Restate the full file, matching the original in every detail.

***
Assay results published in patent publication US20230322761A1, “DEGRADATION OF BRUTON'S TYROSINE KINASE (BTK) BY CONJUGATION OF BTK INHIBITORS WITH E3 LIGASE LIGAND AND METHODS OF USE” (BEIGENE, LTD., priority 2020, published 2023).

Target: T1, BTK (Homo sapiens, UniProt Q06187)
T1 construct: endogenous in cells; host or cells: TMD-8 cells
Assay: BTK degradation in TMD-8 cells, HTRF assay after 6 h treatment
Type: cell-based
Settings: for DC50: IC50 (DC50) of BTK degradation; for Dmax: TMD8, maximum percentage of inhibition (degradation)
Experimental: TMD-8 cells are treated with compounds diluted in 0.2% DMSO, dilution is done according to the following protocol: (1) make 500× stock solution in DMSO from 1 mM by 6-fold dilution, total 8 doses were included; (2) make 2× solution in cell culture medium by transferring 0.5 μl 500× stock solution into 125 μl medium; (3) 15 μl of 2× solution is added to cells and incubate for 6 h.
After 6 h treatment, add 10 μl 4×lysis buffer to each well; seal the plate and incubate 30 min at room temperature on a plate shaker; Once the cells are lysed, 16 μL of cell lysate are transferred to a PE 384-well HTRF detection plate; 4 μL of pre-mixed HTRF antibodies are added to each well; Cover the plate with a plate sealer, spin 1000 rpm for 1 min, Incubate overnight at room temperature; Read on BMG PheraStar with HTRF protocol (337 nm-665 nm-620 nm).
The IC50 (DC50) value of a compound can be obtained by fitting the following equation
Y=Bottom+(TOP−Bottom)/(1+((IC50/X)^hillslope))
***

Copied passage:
Assay results published in patent publication US20230322761A1, “DEGRADATION OF BRUTON'S TYROSINE KINASE (BTK) BY CONJUGATION OF BTK INHIBITORS WITH E3 LIGASE LIGAND AND METHODS OF USE” (BEIGENE, LTD., priority 2020, published 2023).

Target: T1, BTK (Homo sapiens, UniProt Q06187)
T1 construct: endogenous in cells; host or cells: TMD-8 cells
Assay: BTK degradation in TMD-8 cells, HTRF assay after 6 h treatment
Type: cell-based
Settings: for DC50: IC50 (DC50) of BTK degradation; for Dmax: TMD8, maximum percentage of inhibition (degradation)
Experimental: TMD-8 cells are treated with compounds diluted in 0.2% DMSO, dilution is done according to the following protocol: (1) make 500× stock solution in DMSO from 1 mM by 6-fold dilution, total 8 doses were included; (2) make 2× solution in cell culture medium by transferring 0.5 μl 500× stock solution into 125 μl medium; (3) 15 μl of 2× solution is added to cells and incubate for 6 h.
After 6 h treatment, add 10 μl 4×lysis buffer to each well; seal the plate and incubate 30 min at room temperature on a plate shaker; Once the cells are lysed, 16 μL of cell lysate are transferred to a PE 384-well HTRF detection plate; 4 μL of pre-mixed HTRF antibodies are added to each well; Cover the plate with a plate sealer, spin 1000 rpm for 1 min, Incubate overnight at room temperature; Read on BMG PheraStar with HTRF protocol (337 nm-665 nm-620 nm).
The IC50 (DC50) value of a compound can be obtained by fitting the following equation
Y=Bottom+(TOP−Bottom)/(1+((IC50/X)^hillslope))